Malachi 2:1-9 – … Even Though He Brings an Offering to the LORD Almighty

Mark Wheeler
November 9, 2014
Lidgerwood Presbyterian Church
Malachi 2:1-9
… Even Though He Brings an Offering to the LORD Almighty

Sovereign God, we seek no glory but our own. Reveal to us all the mystery of Your will from before the foundations of the world. In the fullness of time, unite all things in heaven and on earth, in Jesus Christ Your Son. Amen.

A couple of weeks ago I went to a three-day prayer summit – 70 pastors and ministry leaders from churches all across the inland northwest met for the sole purpose of being together to lift our hearts to God and to listen for His voice back to us. On the 2nd night, we had the chairs arranged in a circle, and the leader looked straight at me and started making some kind gestures with his eyes, signals that I had no idea what they meant. So I looked back, quizzically, and nervously. Finally I started making hand signals, like “You talking to me?” But he just kept making the same weird googly eye signals. Finally as I started to stand up, his gaze refocused and he mouthed – “no, not you!” And I realized his wife was sitting in the row behind me.
Maybe you’ve been in a crowd and someone yelled, “Look out!” What do most people do? We either ignore the warning, or look around. “Look out” usually means “Duck!”
Moms can be good for giving warnings that lose their impact, too. How many of you have heard your mom say things like: “If you don’t stop crossing your eyes they’ll stay that way!”
I interrupted my sermon prep to check FaceBook and a friend posted the Taylor Swift song Shake It Off synced to an ’80s aerobic dance video, my friend said this: “I warn you, you cannot unsee this”, and then I watched it and cannot unsee it!

For the last month we have been listening to the Old Testament prophet Micah and heard him remind us that even though there are so many ways in which we fall short of meeting God’s standards, we can always count on His unconditional love. Micah kept reminding us of God’s worthiness of our worship.
We are now in the book of Malachi. This is the very last book in the Old Testament, and it was written, probably, around the time of Ezra and Nehemiah, also among the final books written in the Old Testament. We know almost nothing about Malachi, except that his name means “My messenger” or maybe “My angel”. Malachi continues the theme of God’s worthiness, but his emphasis is on our responsibility to worship Him well.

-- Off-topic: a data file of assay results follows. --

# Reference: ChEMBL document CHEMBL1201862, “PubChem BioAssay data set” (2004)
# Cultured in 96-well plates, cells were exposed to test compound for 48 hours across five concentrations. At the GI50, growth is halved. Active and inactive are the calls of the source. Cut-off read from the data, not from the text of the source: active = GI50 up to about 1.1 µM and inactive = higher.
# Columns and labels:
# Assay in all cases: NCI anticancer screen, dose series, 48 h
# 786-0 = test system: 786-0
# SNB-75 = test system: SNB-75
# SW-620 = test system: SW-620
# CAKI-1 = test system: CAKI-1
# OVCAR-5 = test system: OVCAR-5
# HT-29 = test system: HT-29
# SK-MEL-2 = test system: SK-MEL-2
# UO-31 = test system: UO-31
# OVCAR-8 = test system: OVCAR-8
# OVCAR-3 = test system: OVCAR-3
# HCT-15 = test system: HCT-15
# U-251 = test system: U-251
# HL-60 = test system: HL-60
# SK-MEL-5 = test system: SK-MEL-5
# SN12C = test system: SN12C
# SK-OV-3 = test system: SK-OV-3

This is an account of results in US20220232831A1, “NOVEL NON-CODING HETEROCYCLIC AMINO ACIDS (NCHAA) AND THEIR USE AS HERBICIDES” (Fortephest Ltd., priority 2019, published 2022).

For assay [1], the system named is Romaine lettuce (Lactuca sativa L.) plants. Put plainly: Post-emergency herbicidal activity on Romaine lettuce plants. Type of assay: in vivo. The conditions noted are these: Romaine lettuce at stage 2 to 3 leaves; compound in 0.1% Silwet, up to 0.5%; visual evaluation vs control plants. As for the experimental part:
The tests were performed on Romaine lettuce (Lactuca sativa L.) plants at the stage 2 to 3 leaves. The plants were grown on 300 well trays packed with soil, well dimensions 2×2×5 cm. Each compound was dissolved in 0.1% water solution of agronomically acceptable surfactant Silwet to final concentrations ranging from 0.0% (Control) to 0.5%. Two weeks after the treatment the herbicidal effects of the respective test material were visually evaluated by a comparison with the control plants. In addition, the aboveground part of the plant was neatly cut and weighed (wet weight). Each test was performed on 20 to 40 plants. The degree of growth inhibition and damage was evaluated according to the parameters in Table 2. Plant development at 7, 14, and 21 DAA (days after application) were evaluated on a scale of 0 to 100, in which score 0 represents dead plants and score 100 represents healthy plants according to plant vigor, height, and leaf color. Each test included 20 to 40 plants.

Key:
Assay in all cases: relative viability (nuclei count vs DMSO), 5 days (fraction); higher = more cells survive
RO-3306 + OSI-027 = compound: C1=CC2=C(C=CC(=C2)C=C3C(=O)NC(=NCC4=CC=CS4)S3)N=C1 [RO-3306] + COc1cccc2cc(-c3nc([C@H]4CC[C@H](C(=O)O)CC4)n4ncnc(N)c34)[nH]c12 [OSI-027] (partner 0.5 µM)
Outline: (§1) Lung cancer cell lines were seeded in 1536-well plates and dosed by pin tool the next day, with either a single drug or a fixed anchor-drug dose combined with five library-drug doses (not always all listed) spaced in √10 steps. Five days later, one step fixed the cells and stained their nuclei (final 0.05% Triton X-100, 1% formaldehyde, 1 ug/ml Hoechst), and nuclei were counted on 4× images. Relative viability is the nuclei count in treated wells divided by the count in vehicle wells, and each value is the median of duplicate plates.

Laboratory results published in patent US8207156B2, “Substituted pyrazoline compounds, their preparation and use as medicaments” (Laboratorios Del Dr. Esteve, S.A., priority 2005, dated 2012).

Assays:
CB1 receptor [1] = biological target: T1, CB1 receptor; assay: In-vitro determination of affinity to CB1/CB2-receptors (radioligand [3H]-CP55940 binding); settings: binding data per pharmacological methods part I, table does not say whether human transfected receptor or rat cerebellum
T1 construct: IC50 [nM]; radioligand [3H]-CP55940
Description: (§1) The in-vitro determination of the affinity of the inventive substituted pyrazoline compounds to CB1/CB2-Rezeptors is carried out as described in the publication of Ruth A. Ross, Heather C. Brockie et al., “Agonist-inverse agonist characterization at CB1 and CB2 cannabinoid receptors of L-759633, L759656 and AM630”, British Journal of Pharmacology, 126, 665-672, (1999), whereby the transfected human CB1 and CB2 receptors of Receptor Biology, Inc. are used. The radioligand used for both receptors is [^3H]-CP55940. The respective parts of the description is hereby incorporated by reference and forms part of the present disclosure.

Hear the Word of God from Malachi 2:1-9…. —-
1 “And now, you priests, this warning is for you. 2 If you do not listen, and if you do not resolve to honor my name,” says the LORD Almighty, “I will send a curse on you, and I will curse your blessings. Yes, I have already cursed them, because you have not resolved to honor me.
3 “Because of you I will rebuke your descendants; I will smear on your faces the dung from your festival sacrifices, and you will be carried off with it. 4 And you will know that I have sent you this warning so that my covenant with Levi may continue,” says the LORD Almighty. 5 “My covenant was with him, a covenant of life and peace, and I gave them to him; this called for reverence and he revered me and stood in awe of my name. 6 True instruction was in his mouth and nothing false was found on his lips. He walked with me in peace and uprightness, and turned many from sin.
7 “For the lips of a priest ought to preserve knowledge, because he is the messenger of the LORD Almighty and people seek instruction from his mouth. 8 But you have turned from the way and by your teaching have caused many to stumble; you have violated the covenant with Levi,” says the LORD Almighty. 9 “So I have caused you to be despised and humiliated before all the people, because you have not followed my ways but have shown partiality in matters of the law.”

Did you hear the warning?! “If you don’t listen, and if you don’t resolve to honor my name, I will send a curse on you!”And then the warning turns ugly, “I will smear on your faces the dung from your festival sacrifices….” And who said this? The LORD Almighty!
Look out!

Verse 1 does say, “OK you priests, this is for you!” So maybe we can all ignore the warning. After all, no one in this room is officially a priest! Maybe Kathy is, but not me! Right?
The term “priest” was not only used to identify a certain group of people in the Old Testament, but is also used to describe every believer in the New Testament. In the Old Testament, priests were descendants of Moses’ brother Aaron, who was from the tribe of Levi. They were called Levites and their job was to serve in the Tabernacle and later in the Temple.
But, amazingly, the Bible teaches that you and I are priests. We are set apart to be involved in wonderful worship and sacrificial service. I Peter 2:9 says, “But you are a chosen people, a royal priesthood, a holy nation, a people belonging to God, that you may declare the praises of him who called you out of darkness into his wonderful light.” John put it this way in Revelation 1:6: “And has made us to be a kingdom and priests to serve his God and Father…”